• Athletics and coaching, including capturing practices for player review and improvement, as well as streaming matches not available elsewhere for alumni and fans to follow along.

Just like lecture capture, these once-novel applications for video are quickly becoming common on campus.

Most notable among these is the flipped classroom. Only eight years after its introduction, the NMC Horizon Report named the flipped classroom one of the most important developments in educational technology. Already in place in 30% of classrooms and anticipated in another 27% this year, the Horizon report recommends institutions plan for a “one year or less” adoption horizon for the requisite flipped classroom tools, including video.

And classroom flipping is hardly an outlier. Analysis of the more than 2 million videos stored in the Panopto Cloud finds:

  • 38% of academic videos recorded in 2016 — more than 1 in every 3 videos — are less than 15 minutes long, offering further evidence of the popularity of non-lecture recordings like flipped classrooms and student presentations.
  • 41% of academic videos created in 2016 now include 2 or more simultaneous video streams (multiple views of a lab experiment or field exhibit, for example, or video of the instructor teaching synced alongside video from their laptop screen as they work out a problem). This trend suggests faculty have become comfortable with video, and are now increasingly leveraging video to capture and share more complex demonstrations and activities.
  • And 76% of schools have experimented with live streaming classrooms and events at least once, and many have now made live online broadcasts a regular activity.

Video has become an expected part of today’s higher education learning experience, and schools should consider the full breadth of use cases for the technology as they make their investments.

Institutions that fail to plan appropriately run the risk of providing substandard support for video, thereby undermining their student learning experiences and putting the institution at a competitive disadvantage. Those schools may also find themselves pressed to support a disparate set of point solutions sourced at the departmental level, creating a support burden on campus technology teams and delivering a disjointed experience for faculty and students.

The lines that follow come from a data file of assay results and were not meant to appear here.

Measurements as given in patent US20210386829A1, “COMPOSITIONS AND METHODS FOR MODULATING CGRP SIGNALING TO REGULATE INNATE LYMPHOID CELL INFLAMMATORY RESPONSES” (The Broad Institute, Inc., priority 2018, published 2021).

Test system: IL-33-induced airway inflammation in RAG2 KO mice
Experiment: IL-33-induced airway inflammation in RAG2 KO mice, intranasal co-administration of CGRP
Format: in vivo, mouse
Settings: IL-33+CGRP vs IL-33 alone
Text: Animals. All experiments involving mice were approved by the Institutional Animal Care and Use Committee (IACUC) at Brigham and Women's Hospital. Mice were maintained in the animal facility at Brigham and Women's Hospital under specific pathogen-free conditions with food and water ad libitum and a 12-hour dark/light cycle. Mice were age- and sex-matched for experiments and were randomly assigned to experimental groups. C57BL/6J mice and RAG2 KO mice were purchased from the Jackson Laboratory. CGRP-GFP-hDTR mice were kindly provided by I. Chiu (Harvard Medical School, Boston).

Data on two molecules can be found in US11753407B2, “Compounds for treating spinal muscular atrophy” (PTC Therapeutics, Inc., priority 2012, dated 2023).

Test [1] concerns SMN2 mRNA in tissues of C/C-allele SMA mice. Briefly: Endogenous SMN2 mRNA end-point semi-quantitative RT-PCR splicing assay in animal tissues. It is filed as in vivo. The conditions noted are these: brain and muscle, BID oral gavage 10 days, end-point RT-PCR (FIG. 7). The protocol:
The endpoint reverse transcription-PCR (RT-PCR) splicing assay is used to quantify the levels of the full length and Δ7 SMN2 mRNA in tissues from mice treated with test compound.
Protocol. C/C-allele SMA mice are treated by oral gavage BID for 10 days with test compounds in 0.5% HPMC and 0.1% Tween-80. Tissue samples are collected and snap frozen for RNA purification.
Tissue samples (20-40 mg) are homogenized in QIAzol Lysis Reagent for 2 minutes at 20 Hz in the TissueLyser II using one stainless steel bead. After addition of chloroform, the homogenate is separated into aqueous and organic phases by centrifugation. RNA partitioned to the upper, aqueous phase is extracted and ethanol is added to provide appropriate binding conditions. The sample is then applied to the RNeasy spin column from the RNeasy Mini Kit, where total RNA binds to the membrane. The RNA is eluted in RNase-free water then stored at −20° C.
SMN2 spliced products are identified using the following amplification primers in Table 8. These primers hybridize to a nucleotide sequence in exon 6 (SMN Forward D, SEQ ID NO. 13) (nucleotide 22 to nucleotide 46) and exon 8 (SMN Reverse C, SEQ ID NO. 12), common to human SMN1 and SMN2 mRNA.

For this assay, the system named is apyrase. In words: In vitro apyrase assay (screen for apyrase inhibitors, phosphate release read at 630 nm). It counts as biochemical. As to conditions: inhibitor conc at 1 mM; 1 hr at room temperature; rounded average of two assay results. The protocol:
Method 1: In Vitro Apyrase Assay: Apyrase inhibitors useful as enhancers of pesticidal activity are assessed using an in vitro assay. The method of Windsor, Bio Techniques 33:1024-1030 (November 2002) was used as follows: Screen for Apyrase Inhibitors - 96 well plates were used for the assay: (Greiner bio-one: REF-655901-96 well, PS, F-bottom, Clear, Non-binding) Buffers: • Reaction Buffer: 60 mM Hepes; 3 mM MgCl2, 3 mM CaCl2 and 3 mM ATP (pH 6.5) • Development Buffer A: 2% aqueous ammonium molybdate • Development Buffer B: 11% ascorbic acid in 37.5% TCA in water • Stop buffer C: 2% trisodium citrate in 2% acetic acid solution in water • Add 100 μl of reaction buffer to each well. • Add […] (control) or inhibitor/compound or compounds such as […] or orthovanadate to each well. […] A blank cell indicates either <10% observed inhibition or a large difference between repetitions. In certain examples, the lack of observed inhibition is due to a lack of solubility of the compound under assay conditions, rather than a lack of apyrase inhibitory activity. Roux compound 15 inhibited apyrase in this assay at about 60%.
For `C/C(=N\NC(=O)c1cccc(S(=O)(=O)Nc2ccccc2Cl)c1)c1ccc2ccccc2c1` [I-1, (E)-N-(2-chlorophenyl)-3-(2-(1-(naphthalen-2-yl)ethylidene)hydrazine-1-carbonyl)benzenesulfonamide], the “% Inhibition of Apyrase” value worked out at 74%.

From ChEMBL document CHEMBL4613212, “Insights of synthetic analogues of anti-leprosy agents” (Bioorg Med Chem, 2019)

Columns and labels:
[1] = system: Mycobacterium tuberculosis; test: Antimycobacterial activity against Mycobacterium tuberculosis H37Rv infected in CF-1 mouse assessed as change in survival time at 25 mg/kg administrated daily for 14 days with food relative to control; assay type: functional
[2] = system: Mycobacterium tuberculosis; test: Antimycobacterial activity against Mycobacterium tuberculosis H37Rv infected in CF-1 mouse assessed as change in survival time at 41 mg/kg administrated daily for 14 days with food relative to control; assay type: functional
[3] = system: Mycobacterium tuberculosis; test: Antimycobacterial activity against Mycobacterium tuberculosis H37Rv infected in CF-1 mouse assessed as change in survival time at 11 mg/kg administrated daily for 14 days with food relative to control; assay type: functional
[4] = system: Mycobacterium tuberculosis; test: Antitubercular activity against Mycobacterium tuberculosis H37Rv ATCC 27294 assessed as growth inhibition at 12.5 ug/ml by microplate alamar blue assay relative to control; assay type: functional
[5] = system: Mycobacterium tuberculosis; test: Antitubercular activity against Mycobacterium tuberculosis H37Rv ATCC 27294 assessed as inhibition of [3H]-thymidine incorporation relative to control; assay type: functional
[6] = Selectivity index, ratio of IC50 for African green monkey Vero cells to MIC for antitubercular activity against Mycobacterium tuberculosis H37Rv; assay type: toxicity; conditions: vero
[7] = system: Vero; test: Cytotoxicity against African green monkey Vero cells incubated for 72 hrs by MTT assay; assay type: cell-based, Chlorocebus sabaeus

In either situation, the institution will likely need to conduct a second RFP in order to find another solution that will more fully meet their needs.

How well does your LMS support video?

In the last two years, the markets for LMS and video technologies in higher education have both undergone significant change. Are you keeping up with what’s current?

Read Gartner’s latest analysis of the higher education LMS market, then take a closer look at the unique challenges of supporting video within the LMS, including:

  • The latest data on video use in the classroom
  • 15 capabilities an institution needs to support video within the LMS
  • Comparing the video features of Blackboard, Canvas, Brightspace, and Moodle along with those of dedicated video platforms

It’s all in Gartner Research’s latest newsletter. Click to download your free copy of the report now.

Published: February 15, 2017